I see this on a daily basis and I’m forever thankful for that. With this in mind, I can say God’s got this and it’s going to be ok!



One final thought…take your Prayer before the Throne of God on bended knee on your loved one’s behalf. You can NEVER Pray too much for someone.


much love, your sister in Christ, Angie

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25 Comments

  1. We had to face a lot of these issues many years ago when my Mom battled breast cancer. I remember how shocking it was when I would go sit with her while she got her chemo treatments how many people were there alone! It made me so sad, and I wanted to go spend a little time with each one, but I had to hold back and remember I was there for my Mom, and she needed my love and attention at that time. I can’t imagine how difficult it must be to watch this every day!
    Thank-you for this great list of ways to support someone you love with cancer! They sure seem spot on to me!

    1. Thank You so much, Cherith for your Support and Encouragement. Yes, it breaks my heart into pieces when the patients arrive and know one is there to support them. They are so determined though and that keeps me going most days with my own health issues. They’re a huge inspiration to me for sure. Glad my list spoke to your heart and soul Sweetie.

  2. This is very helpful. It would be nice to place this information in a brochure to be given to the cancer patient loved ones.
    I believe it would truly educate them and help them to know what to do and expect. Good job!!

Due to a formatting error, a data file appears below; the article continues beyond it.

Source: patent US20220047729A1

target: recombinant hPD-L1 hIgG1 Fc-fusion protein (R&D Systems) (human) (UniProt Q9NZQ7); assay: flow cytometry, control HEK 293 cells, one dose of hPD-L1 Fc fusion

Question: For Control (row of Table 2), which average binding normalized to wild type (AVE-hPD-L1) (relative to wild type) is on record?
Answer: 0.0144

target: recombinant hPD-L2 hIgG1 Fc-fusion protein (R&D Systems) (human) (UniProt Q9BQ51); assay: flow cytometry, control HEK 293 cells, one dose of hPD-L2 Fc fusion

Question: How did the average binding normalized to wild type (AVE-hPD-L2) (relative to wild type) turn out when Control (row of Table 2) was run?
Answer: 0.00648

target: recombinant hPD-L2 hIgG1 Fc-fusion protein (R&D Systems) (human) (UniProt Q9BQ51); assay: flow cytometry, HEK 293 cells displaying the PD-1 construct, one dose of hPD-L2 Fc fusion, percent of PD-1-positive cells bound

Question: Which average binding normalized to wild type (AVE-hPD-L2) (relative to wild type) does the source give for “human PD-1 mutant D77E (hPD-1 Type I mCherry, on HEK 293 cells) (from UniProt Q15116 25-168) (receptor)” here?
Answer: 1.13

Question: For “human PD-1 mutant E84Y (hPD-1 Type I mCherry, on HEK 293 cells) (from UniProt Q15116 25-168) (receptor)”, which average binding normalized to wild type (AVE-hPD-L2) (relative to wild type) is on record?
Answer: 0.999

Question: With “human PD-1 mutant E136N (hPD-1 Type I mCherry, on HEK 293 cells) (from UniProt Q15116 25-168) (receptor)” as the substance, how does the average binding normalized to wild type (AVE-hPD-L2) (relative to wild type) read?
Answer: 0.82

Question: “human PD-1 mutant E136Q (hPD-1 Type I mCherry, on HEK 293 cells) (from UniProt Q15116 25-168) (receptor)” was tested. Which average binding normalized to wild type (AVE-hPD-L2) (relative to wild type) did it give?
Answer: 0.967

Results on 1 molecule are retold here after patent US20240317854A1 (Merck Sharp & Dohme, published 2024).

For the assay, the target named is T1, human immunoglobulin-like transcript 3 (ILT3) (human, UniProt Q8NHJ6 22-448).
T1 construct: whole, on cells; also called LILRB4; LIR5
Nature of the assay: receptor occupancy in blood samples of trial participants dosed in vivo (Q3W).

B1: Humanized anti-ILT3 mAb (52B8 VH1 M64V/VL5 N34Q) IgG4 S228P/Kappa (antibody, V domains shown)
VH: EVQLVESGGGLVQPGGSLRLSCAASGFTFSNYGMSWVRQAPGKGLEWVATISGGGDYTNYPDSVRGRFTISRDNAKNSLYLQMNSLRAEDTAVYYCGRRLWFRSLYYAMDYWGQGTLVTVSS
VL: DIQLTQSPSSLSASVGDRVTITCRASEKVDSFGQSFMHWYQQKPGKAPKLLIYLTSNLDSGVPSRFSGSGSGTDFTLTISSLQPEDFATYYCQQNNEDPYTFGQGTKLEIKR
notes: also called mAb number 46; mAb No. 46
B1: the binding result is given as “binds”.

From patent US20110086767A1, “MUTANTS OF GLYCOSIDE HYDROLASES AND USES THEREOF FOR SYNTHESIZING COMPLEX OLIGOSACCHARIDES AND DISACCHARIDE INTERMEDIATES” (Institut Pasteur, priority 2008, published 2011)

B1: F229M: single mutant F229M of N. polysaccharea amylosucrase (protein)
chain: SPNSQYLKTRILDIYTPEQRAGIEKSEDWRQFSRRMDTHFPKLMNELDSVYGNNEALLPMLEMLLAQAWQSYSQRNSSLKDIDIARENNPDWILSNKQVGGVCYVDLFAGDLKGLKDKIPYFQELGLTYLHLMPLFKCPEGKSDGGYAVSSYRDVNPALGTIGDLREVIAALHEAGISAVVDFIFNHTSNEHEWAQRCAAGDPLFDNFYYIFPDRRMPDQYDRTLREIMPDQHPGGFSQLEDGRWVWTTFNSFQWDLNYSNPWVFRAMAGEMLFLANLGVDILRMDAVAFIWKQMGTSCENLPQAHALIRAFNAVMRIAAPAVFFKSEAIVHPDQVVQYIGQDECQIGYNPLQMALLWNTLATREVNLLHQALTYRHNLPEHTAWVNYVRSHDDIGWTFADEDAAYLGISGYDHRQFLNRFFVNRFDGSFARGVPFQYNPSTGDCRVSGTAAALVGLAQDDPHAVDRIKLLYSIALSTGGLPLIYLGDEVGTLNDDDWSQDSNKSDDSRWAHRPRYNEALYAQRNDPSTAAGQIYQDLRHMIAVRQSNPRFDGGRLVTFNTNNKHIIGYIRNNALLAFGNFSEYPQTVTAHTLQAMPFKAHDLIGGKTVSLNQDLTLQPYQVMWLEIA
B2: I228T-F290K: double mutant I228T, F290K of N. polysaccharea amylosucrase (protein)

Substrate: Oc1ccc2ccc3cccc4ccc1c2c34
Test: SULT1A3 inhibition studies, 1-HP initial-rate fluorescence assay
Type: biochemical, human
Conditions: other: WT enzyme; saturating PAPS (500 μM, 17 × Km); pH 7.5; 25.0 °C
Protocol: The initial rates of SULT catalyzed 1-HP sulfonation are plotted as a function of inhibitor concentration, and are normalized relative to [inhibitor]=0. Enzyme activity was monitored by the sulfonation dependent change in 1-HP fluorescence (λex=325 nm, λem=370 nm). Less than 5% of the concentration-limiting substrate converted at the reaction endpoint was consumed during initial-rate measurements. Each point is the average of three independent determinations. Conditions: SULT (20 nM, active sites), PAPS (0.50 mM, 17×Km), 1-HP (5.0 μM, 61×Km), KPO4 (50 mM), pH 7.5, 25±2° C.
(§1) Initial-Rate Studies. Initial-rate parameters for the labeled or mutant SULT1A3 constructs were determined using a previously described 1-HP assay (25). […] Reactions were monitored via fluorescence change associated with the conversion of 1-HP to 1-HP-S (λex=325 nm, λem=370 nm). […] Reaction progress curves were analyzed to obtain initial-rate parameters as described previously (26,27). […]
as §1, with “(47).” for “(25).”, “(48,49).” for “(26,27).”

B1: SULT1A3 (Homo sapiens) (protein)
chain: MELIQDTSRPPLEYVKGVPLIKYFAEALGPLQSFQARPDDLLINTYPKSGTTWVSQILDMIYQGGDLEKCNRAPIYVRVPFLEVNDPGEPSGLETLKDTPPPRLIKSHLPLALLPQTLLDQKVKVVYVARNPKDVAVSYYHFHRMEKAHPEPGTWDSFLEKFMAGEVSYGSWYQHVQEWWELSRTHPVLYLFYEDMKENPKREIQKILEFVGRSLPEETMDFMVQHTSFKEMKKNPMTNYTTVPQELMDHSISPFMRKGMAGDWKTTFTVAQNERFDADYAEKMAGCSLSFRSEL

1. Thank You, Denise. My office supplies many brochures to give the patients. I also give them my card for my website to offer them encouragement. I appreciate your feedback very much and the compliments

  3. When someone you love has cancer it can be hard to know how to support and help them. Thank you so much for sharing your insight with us. My grandmother had cancer many years ago, my dad moved in with her to support her and drive her to her appointments so that she wouldn’t be alone.

    1. You are more than welcome. I’m gonna keep sharing posts of this topic for sure. So sorry about your grandmother but I know she appreciated your dad moving in to help her. Thanks for reaching out to me. I appreciate it.

  4. What a great reminder for how to love people in our lives who have a cancer diagnosis. I’ve also been reading a lot about the idea of toxic positivity. Like when someone says they’re in pain, we often counter with something trite like “this too shall pass” or “keep your head up,” which is not at all helpful or supportive. I think we should do a better job of acknowledging and validating.

    1. Thank you so much, Erin. They need our support and positivity for sure. I completely agree with the validating

  5. Beautiful words, Angie, on a topic that can be difficult. You give so many ways to be an encouragement and a blessing! I’m a retired nurse, and oncology was a field that broke my heart. I never worked directly with these patients, but these are excellent suggestions! It breaks my heart to know so many come alone to appts. 🙁